Ashwagandha and Hair Loss
Ashwagandha is a superb tonic for your hair. Its antioxidant and hormone balancing effects reduce hair fall and promote healthy and shiny hair.
When used in hair oils or herbal shampoos, ashwagandha works to increase scalp circulation and improve hair growth, and it also helps with dandruff and greasy hair.
Ashwagandha is also said to preserve our natural hair color. The powerful antioxidants in ashwagandha fight the free radicals that are usually responsible for hair graying. In addition, it stimulates the production of melanin, the pigment responsible for hair color.
Reasons for Hair Loss and Graying
Stress, hormonal imbalance, and aging can cause hair loss. The cause of hair loss and graying can be internal and external. Ashwagandha combats all of these negative conditions that cause unhealthy hair. It also helps strengthen the hair roots and fight premature graying. Know what affects your hair and how to deal with it using Ashwagandha.
Ashwagandha is a rasayana or elixir in the Ayurvedic arsenal that helps to preserve youth and reverse aging. So how does this herb work its magic on your tresses?
A rule of thumb – a healthy head of hair can be traced back to a healthy body! Ashwagandha can reduce stress, inflammation, and even cortisol levels in the body, working as a general health tonic especially as you age.2
By hitting straight at the roots (pun unintended!) of aging, it can help reduce hair loss and prevent graying – the natural signs of aging. Ashwagandha also has a role to play in improving the overall health, consequently promoting healthy hair growth.
In Ayurveda, depending on the body’s constitution, people are classified into three doshas or body types – vata, pitta, and kapha. Those with a pitta constitution (a fiery nature in both body and mind) often report premature graying of hair and hair loss and are prescribed ashwagandha as a remedy.
Stop The Fall
Several conditions such as stress, hormonal imbalance, and just simple aging can cause hair loss. Ashwagandha’s role in treating systemic illnesses comes into play here.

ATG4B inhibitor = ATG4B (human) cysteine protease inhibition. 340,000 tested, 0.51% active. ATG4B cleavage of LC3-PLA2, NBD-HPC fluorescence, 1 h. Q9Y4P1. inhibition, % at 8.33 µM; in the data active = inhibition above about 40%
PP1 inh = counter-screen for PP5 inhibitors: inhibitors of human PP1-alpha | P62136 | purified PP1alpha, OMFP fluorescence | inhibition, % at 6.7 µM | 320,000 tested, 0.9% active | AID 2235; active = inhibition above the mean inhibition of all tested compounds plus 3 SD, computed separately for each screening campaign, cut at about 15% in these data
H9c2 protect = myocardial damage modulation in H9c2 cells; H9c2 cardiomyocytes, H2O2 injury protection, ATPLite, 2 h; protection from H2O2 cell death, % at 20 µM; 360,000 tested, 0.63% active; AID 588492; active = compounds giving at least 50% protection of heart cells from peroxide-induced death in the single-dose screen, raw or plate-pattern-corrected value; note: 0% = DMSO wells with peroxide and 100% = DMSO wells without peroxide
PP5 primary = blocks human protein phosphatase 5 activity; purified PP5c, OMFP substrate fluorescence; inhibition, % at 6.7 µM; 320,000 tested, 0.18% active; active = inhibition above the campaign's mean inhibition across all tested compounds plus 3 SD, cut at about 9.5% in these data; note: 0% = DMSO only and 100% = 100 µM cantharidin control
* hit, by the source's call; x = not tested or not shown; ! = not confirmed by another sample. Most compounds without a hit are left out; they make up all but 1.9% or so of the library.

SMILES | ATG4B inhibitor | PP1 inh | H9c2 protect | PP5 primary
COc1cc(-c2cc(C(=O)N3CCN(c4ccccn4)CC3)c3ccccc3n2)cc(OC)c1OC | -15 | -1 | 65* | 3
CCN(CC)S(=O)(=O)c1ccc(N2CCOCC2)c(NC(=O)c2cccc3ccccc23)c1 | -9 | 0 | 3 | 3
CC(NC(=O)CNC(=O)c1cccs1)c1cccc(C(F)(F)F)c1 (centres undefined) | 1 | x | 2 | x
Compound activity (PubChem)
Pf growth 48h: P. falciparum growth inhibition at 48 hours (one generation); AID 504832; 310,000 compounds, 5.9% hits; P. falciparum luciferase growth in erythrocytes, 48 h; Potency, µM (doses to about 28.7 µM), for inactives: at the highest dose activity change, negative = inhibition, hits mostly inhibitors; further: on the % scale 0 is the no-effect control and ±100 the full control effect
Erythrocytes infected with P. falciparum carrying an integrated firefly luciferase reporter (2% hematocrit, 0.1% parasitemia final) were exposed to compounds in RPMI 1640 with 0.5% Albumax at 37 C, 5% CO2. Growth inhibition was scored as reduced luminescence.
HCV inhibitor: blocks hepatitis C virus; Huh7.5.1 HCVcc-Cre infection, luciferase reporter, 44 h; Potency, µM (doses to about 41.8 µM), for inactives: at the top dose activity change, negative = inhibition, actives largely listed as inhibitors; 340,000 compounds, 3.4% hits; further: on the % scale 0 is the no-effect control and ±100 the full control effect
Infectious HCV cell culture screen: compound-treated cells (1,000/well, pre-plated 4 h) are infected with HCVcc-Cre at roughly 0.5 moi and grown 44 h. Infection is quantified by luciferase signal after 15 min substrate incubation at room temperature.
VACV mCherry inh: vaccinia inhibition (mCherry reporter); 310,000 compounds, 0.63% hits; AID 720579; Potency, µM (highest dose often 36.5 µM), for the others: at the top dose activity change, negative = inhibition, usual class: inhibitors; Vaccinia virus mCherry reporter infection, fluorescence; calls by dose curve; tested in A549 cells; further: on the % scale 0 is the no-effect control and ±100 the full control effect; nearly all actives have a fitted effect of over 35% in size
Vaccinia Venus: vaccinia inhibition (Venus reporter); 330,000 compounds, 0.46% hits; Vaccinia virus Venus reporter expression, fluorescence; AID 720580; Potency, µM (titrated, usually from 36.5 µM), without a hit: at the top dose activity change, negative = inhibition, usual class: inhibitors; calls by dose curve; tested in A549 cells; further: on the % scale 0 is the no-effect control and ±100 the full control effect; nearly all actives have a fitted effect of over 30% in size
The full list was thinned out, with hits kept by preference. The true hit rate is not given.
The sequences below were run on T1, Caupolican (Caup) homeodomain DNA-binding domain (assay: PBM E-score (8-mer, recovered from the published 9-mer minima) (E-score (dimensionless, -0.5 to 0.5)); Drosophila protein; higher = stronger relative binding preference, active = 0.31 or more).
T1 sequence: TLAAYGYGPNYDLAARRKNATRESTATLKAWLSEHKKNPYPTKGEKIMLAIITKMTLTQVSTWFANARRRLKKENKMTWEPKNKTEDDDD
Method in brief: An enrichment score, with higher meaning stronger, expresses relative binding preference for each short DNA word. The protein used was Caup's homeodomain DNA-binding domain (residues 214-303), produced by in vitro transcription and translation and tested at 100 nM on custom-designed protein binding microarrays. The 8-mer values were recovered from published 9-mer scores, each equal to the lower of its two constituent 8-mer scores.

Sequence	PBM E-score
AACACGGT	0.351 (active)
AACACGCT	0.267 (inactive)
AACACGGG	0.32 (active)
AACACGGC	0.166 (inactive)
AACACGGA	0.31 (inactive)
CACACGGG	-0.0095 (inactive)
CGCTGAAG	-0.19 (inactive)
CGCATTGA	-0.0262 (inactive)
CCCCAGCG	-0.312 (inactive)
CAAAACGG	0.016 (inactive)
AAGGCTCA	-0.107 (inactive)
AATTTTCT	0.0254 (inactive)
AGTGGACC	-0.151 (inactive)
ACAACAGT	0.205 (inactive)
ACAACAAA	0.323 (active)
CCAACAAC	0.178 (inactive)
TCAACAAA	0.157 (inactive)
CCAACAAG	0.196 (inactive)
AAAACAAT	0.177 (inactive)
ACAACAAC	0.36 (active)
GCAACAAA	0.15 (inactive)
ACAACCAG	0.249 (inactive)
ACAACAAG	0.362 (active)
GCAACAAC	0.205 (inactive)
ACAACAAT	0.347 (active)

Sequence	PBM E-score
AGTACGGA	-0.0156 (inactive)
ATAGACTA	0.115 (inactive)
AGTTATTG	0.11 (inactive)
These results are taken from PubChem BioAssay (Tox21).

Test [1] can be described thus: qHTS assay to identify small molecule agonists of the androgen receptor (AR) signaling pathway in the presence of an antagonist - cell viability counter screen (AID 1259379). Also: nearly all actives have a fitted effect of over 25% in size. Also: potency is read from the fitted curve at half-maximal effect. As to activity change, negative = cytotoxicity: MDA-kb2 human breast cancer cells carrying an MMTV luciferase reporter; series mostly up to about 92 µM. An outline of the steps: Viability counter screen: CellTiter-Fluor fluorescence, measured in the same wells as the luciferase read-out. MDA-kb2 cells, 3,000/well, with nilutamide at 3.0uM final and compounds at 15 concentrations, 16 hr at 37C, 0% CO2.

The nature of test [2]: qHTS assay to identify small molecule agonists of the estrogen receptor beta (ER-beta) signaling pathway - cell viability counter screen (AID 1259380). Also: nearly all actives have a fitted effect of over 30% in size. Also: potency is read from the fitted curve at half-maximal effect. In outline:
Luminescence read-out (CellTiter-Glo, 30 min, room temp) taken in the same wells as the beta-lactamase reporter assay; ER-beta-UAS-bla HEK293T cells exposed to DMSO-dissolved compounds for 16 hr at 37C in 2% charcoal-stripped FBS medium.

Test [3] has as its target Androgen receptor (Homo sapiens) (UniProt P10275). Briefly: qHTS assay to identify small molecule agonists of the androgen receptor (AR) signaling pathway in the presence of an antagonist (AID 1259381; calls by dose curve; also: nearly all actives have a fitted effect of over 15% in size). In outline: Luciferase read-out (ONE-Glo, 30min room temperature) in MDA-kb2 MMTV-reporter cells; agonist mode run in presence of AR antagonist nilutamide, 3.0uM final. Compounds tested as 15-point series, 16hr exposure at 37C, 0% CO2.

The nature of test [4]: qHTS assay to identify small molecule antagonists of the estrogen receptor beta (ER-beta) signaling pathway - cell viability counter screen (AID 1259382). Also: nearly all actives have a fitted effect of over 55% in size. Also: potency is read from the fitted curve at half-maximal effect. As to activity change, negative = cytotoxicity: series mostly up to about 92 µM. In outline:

- Ashwagandha promotes restorative sleep and works to reduce the negative effects of anxiety, a sure trigger for hair fall.
- It is also said to strengthen the hair roots. A hair tonic made with a few twigs of the herb and a neutral hair oil such as coconut can be used daily to reduce hair fall.
- When combined with the herb guduchi (tinospora cordifolia) in a tonic, ashwagandha can provide support to the bones and increase the ability of the scalp to hold the hair.
Keep The Grays Away
The Ashwagandha root is known to slow down age-related graying of hair and also prevent premature graying.
In a study conducted on elderly men, ashwagandha was found to help increase the melanin content of hair, among other benefits, with minimal toxicity.
Ashwagandha in Diet
Ashwagandha isn’t something that you eat, so the only way to get the benefits from this amazing herb is to take it as a supplement. You can buy it as a tincture, a root powder, or in a pill format. Taken as part of a beauty multivitamin, it can provide you with the most powerful results. While Ashwagandha works great on its own, it can work with other herbal extracts, vitamins, and minerals to do even more. You want to look for a specially formulated blend of all-natural ingredients designed to boost the health of your hair.
The Final Hairline
Though ashwagandha can be used to treat a variety of conditions, it is important NOT to self-administer it. Always consult an Ayurvedic or herbal practitioner before starting an ashwagandha regimen.
In some cases, adverse effects such as overgrowth of facial hair have been observed in patients, owing to ashwagandha’s action on the hormonal system.
It’s important to take stock of your hormonal health, among other factors, before starting a course of Ashwagandha – an Ayurvedic or herbal doctor will help you take these steps.
|1.||↑||Kumar, KP Sampath, Debjit Bhowmik, S. Duraivel, and Rajalakshmi AN. “Indian Traditional Rasayana Therapy and its Health Benefits.” (2014).|
|2.||↑||Dwivedi, K. K., and R. H. Singh. “A study on geriatric patients and response of Ashwagandha as anti-aging agent.” PhD diss., Ph. D. Thesis, Kayachikitsa, Banaras Hindu University, 1997.|
|3.||↑||Rathi, Vaishali, Jagdish Chandra Rathi, S. Tamizharasia, and Anupam Kumar Pathakb. “Phcog Rev.: Short Review Plants used for hair growth promotion: A review.” Pharmacognosy Reviews 2, no. 3 (2008).|
|4.||↑||Verret, D. J. Patient Guide to Hair Loss & Hair Restoration. WJ Sonnier Publishing. 2009.|
|5.||↑||Kalani, Amir, Gul Bahtiyar, and Alan Sacerdote. “Ashwagandha root in the treatment of non-classical adrenal hyperplasia.” BMJ case reports 2012 (2012): bcr2012006989.|
|6.||↑||Pathak, Sandhya, Ashwini Patil, S. G. Girbide, and K. N. Kadam. “Management Of Khalitya WSR To Androgenetic Alopecia Through Jalaukavcharana By Ayurveda: A Case Study.” Interntional Ayurvedic Medical Journal.|
|7.||↑||Mishra, Lakshmi-Chandra, Betsy B. Singh, and Simon Dagenais. “Scientific basis for the therapeutic use of Withania somnifera (ashwagandha): a review.” Alternative medicine review 5, no. 4 (2000): 334-346.|
|8.||↑||Nguyen, Diep Dinh, Cheryl Lyda Dabon Almirante, Shilpa Swamy, Lauren A. Willard, Danielle Castillo, and Romesh Khardori. “SUN-4: Effect of ashwagandha on adrenal hormones.” (2013).|
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